» Subscribe Today!
More of what you want to know.
The Daily News
X

Forgot your password?
TDN Services
Research millions of people and properties [+]
Monitor any person, property or company [+]

Skip Navigation LinksHome >
VOL. 133 | NO. 69 | Thursday, April 5, 2018

Two Downtown Hotel Projects Moving Forward After Delay

By Patrick Lantrip

Print | Front Page | Email this story | Email reporter | Comments ()

Two Downtown Memphis hotel projects that were seemingly in stasis appear to moving forward.

Though unrelated, both projects have filed paperwork indicating physical progress may soon be around the corner.

In the first, the developers of a 62-room Arrive Hotel planned for the former Memphis College of Art graduate school at 477 S. Main St. are seeking approval from the Center City Revenue Finance Corp. for a change of ownership and timeline extension.

The original development team, Wessman Holdings LLC, purchased the property in late 2016, with principal John Wessman saying at the time that the California-based company was attracted to Downtown because of the growth of boutique hotels and abundance of vacant buildings.

The following February, Wessman’s team filed the first building permit and the CCRFC awarded the project a 15-year payment-in-lieu-of-taxes incentive.

But two days after the PILOT was approved, Riverside County District Attorney’s Office in California filed a criminal complaint against John Wessman in a public corruption case that included former Palm Springs, California, mayor Stephen Pougnet.

Now after more than a year of silence, the project appears to moving forward without Wessman.

In a March 30 letter of intent filed with the CCRFC, attorney Chad Wilgenbusch of Baker, Donelson, Bearman, Caldwell & Berkowitz PC stated the developers “determined that it was in the best interest of the project to restructure the corporate existence of the project.”

“That restructuring took materially longer than expected and extended the timeline of the project development beyond the initial 1-year closing timeline contained in the CCRFC policies,” he wrote.

The developers of an Arrive Hotel located at the former Memphis College of Art graduate school at 477 S. Main St. are seeking approval from the Center City Revenue Finance Corp. for a change of ownership and timeline extension.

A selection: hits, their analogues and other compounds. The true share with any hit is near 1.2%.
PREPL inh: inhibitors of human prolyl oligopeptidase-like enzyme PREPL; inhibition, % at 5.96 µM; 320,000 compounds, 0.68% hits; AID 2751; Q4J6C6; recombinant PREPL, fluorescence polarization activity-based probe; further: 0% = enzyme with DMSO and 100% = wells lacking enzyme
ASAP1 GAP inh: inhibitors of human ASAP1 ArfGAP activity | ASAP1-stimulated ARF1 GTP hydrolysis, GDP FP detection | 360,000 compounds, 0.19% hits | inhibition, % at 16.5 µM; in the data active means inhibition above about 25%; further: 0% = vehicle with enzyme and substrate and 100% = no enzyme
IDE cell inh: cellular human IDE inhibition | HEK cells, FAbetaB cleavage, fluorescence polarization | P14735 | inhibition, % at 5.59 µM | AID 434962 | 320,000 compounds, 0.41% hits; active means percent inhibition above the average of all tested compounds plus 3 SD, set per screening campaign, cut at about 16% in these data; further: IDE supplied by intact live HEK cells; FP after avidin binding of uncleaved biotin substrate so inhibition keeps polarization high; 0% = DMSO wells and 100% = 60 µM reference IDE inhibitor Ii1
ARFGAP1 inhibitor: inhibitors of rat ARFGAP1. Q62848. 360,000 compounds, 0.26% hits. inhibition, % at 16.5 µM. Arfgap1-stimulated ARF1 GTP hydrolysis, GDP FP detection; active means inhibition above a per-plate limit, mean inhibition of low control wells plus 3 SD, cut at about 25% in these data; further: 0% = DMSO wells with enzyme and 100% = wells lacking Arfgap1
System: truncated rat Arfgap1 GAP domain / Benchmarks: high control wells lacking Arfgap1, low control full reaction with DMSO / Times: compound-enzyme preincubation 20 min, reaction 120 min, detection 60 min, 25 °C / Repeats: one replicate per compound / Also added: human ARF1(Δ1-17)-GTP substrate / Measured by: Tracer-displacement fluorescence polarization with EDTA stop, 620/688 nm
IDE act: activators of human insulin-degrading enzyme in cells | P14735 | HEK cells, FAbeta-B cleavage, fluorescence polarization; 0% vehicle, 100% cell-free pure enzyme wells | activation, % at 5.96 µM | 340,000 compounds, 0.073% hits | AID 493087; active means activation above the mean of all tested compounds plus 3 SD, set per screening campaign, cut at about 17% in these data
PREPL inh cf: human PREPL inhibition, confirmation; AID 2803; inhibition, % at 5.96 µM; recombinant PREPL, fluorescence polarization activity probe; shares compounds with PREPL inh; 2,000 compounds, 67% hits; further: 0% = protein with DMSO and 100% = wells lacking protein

(Daily News File)

Under the new structure, the initial applicant of the project, 477 Memphis Hotel LLC, will be replaced by South Main Hotel LLC, and the project development will be led directly by its manager, Los Angeles-based Arrive Hotels & Restaurants.

All references to Wessman in the application have been stricken through and replaced with information about Arrive Hotels & Restaurants LLC, including its lead developer and co-founder Chris Pardo, who was the main point person in Memphis during last year’s application process.

The CCRFC board will review the project during its Tuesday, April 10, meeting.

Meanwhile, a completely unrelated hotel in the center of Downtown is taking another tangible step forward.

MRN Hospitality filed paperwork with the Land Use Control Board April 3 to advance its own hotel project at the former Benchmark Hotel site at 164 Union Ave.

“The developer will use the shell of the existing building as it has been completely gutted of all interior and exterior walls,” project consultant Cindy Reaves wrote in MNR’s application for a special use permit. “The proposed hotel will contain approximately 172 rooms with a restaurant and bar, fitness center and approximately 1,500 square feet of meeting space.”

Though a partial demolition of three of the exterior walls occurred in 2016, the property remained fenced off with no visible site work for more than a year, until the Downtown Memphis Commission announced in January it was taking legal action against MNR to declare the site a public nuisance.

On Feb. 1, Environmental Court Judge Larry Potter declared the site a public nuisance after several hours of intense legal wrangling by attorneys Danny Schaffzin, representing the DMC and a coalition of surrounding business owners, and William Sessions, representing MNR Hospitality. However, Potter didn’t sign off on the paperwork declaring the site a nuisance, instead ordering mediation between the two sides to ensure the project would continue to move forward.

Potter retired in March, and the Shelby County Commission has appointed deputy city public works division director Patrick Dandridge as his interim replacement until a special election is held this August.

The next hearing on the Benchmark case is set for Thursday, April 5, and the LUCB is scheduled to review MNR’s application during its April 26 meeting.

RECORD TOTALS DAY WEEK YEAR
PROPERTY SALES 0 56 9,658
MORTGAGES 0 49 10,665
FORECLOSURE NOTICES 1 11 1,300
BUILDING PERMITS 336 548 21,505
BANKRUPTCIES 256 256 6,219
BUSINESS LICENSES 30 64 4,003
UTILITY CONNECTIONS 22 60 2,952
MARRIAGE LICENSES 24 52 2,073